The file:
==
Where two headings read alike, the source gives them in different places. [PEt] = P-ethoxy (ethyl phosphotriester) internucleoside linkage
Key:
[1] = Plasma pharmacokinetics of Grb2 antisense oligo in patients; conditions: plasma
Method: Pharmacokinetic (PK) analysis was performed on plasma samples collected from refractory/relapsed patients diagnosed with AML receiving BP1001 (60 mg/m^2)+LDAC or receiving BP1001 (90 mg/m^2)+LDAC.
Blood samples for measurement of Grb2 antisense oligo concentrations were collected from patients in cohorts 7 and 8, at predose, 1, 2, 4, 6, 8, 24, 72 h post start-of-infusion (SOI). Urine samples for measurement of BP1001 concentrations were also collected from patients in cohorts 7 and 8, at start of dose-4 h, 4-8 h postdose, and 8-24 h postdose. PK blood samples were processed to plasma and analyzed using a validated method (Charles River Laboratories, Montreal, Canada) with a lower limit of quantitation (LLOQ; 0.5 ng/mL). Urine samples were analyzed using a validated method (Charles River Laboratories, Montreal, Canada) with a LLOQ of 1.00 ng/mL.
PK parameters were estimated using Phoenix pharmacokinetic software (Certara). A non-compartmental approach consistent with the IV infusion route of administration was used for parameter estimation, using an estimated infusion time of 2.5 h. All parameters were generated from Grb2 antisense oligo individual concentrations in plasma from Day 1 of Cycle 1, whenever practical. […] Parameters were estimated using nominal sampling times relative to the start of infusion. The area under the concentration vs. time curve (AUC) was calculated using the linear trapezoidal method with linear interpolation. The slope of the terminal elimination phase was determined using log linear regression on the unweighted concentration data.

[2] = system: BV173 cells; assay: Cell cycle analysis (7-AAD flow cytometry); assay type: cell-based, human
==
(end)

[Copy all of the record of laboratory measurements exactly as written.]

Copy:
Where two headings read alike, the source gives them in different places. [PEt] = P-ethoxy (ethyl phosphotriester) internucleoside linkage
Key:
[1] = Plasma pharmacokinetics of Grb2 antisense oligo in patients; conditions: plasma
Method: Pharmacokinetic (PK) analysis was performed on plasma samples collected from refractory/relapsed patients diagnosed with AML receiving BP1001 (60 mg/m^2)+LDAC or receiving BP1001 (90 mg/m^2)+LDAC.
Blood samples for measurement of Grb2 antisense oligo concentrations were collected from patients in cohorts 7 and 8, at predose, 1, 2, 4, 6, 8, 24, 72 h post start-of-infusion (SOI). Urine samples for measurement of BP1001 concentrations were also collected from patients in cohorts 7 and 8, at start of dose-4 h, 4-8 h postdose, and 8-24 h postdose. PK blood samples were processed to plasma and analyzed using a validated method (Charles River Laboratories, Montreal, Canada) with a lower limit of quantitation (LLOQ; 0.5 ng/mL). Urine samples were analyzed using a validated method (Charles River Laboratories, Montreal, Canada) with a LLOQ of 1.00 ng/mL.
PK parameters were estimated using Phoenix pharmacokinetic software (Certara). A non-compartmental approach consistent with the IV infusion route of administration was used for parameter estimation, using an estimated infusion time of 2.5 h. All parameters were generated from Grb2 antisense oligo individual concentrations in plasma from Day 1 of Cycle 1, whenever practical. […] Parameters were estimated using nominal sampling times relative to the start of infusion. The area under the concentration vs. time curve (AUC) was calculated using the linear trapezoidal method with linear interpolation. The slope of the terminal elimination phase was determined using log linear regression on the unweighted concentration data.

[2] = system: BV173 cells; assay: Cell cycle analysis (7-AAD flow cytometry); assay type: cell-based, human